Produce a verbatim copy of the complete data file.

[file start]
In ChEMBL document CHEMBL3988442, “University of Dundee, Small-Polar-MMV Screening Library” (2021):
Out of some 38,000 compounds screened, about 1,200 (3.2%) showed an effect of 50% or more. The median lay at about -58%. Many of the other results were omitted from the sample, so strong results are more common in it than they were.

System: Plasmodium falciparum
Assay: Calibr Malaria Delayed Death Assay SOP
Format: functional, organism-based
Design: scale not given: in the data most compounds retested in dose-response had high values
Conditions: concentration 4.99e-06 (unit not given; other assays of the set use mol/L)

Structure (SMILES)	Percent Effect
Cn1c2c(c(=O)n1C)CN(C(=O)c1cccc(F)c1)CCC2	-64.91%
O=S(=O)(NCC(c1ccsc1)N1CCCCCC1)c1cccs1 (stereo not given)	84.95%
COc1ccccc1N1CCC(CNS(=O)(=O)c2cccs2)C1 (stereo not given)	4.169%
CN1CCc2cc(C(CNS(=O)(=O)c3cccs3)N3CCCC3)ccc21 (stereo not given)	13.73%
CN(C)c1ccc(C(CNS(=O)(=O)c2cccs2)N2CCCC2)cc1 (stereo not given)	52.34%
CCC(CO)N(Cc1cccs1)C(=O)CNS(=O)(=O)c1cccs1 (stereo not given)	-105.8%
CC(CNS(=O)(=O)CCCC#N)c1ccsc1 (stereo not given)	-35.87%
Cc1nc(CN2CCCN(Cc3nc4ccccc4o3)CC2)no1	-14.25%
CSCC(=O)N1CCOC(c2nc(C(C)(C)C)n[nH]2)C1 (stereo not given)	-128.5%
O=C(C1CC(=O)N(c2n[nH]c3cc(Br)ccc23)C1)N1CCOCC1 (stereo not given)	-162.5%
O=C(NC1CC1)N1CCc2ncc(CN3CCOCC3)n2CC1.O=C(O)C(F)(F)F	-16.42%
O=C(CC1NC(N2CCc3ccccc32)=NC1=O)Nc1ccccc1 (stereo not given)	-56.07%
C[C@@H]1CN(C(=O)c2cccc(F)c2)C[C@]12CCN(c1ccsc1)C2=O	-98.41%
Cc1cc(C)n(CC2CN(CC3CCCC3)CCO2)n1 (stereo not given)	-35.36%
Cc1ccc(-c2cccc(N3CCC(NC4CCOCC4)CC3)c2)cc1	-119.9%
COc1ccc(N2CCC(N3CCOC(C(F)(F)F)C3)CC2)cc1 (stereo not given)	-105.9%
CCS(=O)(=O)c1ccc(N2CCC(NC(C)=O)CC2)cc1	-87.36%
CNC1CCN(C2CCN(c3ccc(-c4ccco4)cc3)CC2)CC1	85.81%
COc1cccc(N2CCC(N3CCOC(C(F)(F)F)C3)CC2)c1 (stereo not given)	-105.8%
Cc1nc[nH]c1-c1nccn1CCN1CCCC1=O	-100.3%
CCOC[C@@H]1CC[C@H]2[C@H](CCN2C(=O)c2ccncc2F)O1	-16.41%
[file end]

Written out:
In ChEMBL document CHEMBL3988442, “University of Dundee, Small-Polar-MMV Screening Library” (2021):
Out of some 38,000 compounds screened, about 1,200 (3.2%) showed an effect of 50% or more. The median lay at about -58%. Many of the other results were omitted from the sample, so strong results are more common in it than they were.

System: Plasmodium falciparum
Assay: Calibr Malaria Delayed Death Assay SOP
Format: functional, organism-based
Design: scale not given: in the data most compounds retested in dose-response had high values
Conditions: concentration 4.99e-06 (unit not given; other assays of the set use mol/L)

Structure (SMILES)	Percent Effect
Cn1c2c(c(=O)n1C)CN(C(=O)c1cccc(F)c1)CCC2	-64.91%
O=S(=O)(NCC(c1ccsc1)N1CCCCCC1)c1cccs1 (stereo not given)	84.95%
COc1ccccc1N1CCC(CNS(=O)(=O)c2cccs2)C1 (stereo not given)	4.169%
CN1CCc2cc(C(CNS(=O)(=O)c3cccs3)N3CCCC3)ccc21 (stereo not given)	13.73%
CN(C)c1ccc(C(CNS(=O)(=O)c2cccs2)N2CCCC2)cc1 (stereo not given)	52.34%
CCC(CO)N(Cc1cccs1)C(=O)CNS(=O)(=O)c1cccs1 (stereo not given)	-105.8%
CC(CNS(=O)(=O)CCCC#N)c1ccsc1 (stereo not given)	-35.87%
Cc1nc(CN2CCCN(Cc3nc4ccccc4o3)CC2)no1	-14.25%
CSCC(=O)N1CCOC(c2nc(C(C)(C)C)n[nH]2)C1 (stereo not given)	-128.5%
O=C(C1CC(=O)N(c2n[nH]c3cc(Br)ccc23)C1)N1CCOCC1 (stereo not given)	-162.5%
O=C(NC1CC1)N1CCc2ncc(CN3CCOCC3)n2CC1.O=C(O)C(F)(F)F	-16.42%
O=C(CC1NC(N2CCc3ccccc32)=NC1=O)Nc1ccccc1 (stereo not given)	-56.07%
C[C@@H]1CN(C(=O)c2cccc(F)c2)C[C@]12CCN(c1ccsc1)C2=O	-98.41%
Cc1cc(C)n(CC2CN(CC3CCCC3)CCO2)n1 (stereo not given)	-35.36%
Cc1ccc(-c2cccc(N3CCC(NC4CCOCC4)CC3)c2)cc1	-119.9%
COc1ccc(N2CCC(N3CCOC(C(F)(F)F)C3)CC2)cc1 (stereo not given)	-105.9%
CCS(=O)(=O)c1ccc(N2CCC(NC(C)=O)CC2)cc1	-87.36%
CNC1CCN(C2CCN(c3ccc(-c4ccco4)cc3)CC2)CC1	85.81%
COc1cccc(N2CCC(N3CCOC(C(F)(F)F)C3)CC2)c1 (stereo not given)	-105.8%
Cc1nc[nH]c1-c1nccn1CCN1CCCC1=O	-100.3%
CCOC[C@@H]1CC[C@H]2[C@H](CCN2C(=O)c2ccncc2F)O1	-16.41%